Bougainvilleas,are woody semi-vines with thorns and their flowers come in colors ranging from bright red through shades of pink to cream, and white.
One interesting thing about their blossoms is that what most people regard as the Bougainvillea flower is actually a cluster of three flowers. In the picture, the two almost-white, star-shaped items are the flaring mouths of the "real flowers," which below the mouths are shaped like a slender bottle. The "real flowers" come in groups of three, though in that cluster you see only two. At the base of each "real flower" arises a broad, flat, red "bract," which is a leaf modified so that it draws a pollinator's attention to the flower cluster. Thus three "real flowers" and three red bracts make up what most people think of as the Bougainvillea "flower." At the left in the picture the three vertical, fingerlike items are three flowers in a group not yet open.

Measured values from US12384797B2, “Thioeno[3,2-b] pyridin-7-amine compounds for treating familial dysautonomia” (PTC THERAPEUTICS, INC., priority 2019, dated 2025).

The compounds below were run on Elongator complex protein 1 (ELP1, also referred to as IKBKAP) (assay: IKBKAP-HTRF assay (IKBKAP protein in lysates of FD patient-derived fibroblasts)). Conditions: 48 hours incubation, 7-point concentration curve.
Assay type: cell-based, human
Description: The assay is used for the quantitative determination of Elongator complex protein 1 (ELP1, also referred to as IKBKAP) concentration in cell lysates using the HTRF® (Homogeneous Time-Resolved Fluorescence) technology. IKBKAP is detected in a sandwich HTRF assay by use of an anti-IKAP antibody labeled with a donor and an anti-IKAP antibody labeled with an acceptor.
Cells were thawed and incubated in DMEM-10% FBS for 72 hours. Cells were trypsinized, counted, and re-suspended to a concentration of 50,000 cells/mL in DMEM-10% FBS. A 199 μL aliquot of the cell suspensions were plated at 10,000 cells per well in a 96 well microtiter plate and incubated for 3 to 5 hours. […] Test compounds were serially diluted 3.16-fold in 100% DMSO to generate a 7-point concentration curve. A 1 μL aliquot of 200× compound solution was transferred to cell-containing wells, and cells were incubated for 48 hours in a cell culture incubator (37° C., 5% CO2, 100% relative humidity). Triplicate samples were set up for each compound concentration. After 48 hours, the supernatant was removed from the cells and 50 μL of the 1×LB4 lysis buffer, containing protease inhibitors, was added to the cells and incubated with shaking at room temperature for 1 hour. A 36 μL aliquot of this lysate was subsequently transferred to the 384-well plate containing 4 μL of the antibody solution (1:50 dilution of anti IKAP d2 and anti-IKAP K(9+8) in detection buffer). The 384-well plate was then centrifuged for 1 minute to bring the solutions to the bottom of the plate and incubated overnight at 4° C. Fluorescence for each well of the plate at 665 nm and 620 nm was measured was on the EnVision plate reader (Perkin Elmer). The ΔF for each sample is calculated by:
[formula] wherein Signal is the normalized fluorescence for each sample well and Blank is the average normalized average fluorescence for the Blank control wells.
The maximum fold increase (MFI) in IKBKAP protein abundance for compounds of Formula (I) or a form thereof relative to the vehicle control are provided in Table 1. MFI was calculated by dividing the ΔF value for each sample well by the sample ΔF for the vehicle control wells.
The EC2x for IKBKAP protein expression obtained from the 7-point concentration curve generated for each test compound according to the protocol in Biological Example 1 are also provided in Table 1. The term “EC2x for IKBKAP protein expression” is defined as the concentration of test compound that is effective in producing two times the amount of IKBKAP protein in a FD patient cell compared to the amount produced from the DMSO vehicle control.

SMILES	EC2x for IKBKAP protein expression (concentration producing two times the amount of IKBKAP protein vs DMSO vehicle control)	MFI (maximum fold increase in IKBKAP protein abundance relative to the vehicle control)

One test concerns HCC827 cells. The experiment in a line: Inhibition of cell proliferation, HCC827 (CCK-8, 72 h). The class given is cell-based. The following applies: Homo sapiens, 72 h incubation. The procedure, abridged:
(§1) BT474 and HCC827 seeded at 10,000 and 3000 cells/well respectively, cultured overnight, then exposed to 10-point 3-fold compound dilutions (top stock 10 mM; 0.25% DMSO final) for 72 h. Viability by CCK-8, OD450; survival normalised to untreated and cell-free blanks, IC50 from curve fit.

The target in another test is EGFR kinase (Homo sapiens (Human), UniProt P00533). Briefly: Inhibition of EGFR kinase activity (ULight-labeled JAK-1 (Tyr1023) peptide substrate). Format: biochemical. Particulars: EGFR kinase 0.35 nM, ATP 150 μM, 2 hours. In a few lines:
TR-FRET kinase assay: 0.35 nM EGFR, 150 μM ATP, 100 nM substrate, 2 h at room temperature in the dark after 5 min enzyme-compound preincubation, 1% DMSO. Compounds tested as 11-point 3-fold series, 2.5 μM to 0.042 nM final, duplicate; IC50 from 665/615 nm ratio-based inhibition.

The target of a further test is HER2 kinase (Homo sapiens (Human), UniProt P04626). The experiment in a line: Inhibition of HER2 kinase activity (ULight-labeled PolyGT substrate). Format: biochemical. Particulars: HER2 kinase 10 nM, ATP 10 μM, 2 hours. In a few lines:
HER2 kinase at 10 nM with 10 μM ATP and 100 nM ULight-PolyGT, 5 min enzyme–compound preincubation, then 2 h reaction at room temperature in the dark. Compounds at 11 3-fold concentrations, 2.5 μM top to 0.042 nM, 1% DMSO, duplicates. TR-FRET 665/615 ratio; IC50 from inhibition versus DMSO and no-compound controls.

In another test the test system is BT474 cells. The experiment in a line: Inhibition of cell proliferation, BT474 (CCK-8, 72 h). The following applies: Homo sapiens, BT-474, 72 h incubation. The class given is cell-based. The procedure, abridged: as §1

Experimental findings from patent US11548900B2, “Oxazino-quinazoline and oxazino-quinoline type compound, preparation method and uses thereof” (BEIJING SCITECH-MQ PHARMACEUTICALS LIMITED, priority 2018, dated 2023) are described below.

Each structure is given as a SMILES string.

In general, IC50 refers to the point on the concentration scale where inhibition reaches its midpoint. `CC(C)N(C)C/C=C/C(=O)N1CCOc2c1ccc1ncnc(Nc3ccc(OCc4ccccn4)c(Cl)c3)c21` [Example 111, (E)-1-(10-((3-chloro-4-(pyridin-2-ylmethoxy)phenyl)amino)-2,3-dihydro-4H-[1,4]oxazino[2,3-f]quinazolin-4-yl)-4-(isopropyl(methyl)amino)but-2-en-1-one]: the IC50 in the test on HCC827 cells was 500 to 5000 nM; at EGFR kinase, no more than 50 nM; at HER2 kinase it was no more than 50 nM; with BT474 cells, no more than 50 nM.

Two species of Bougainvillea, both native to Brazil, are commonly grown in the tropics worldwide. Bougainvillea spectabilis is up to 25 feet long with hairy stems and hooked spines, with bracts in various shades of red and orange, and sometimes white. Bougainvillea glabra is more compact, has purple or crimson bracts, and sometimes is pruned and grown as a shrub or potted plant.
Bougainvilleas are members of the Four-O'Clock Family, the Nyctaginaceae. They can be grown from cuttings.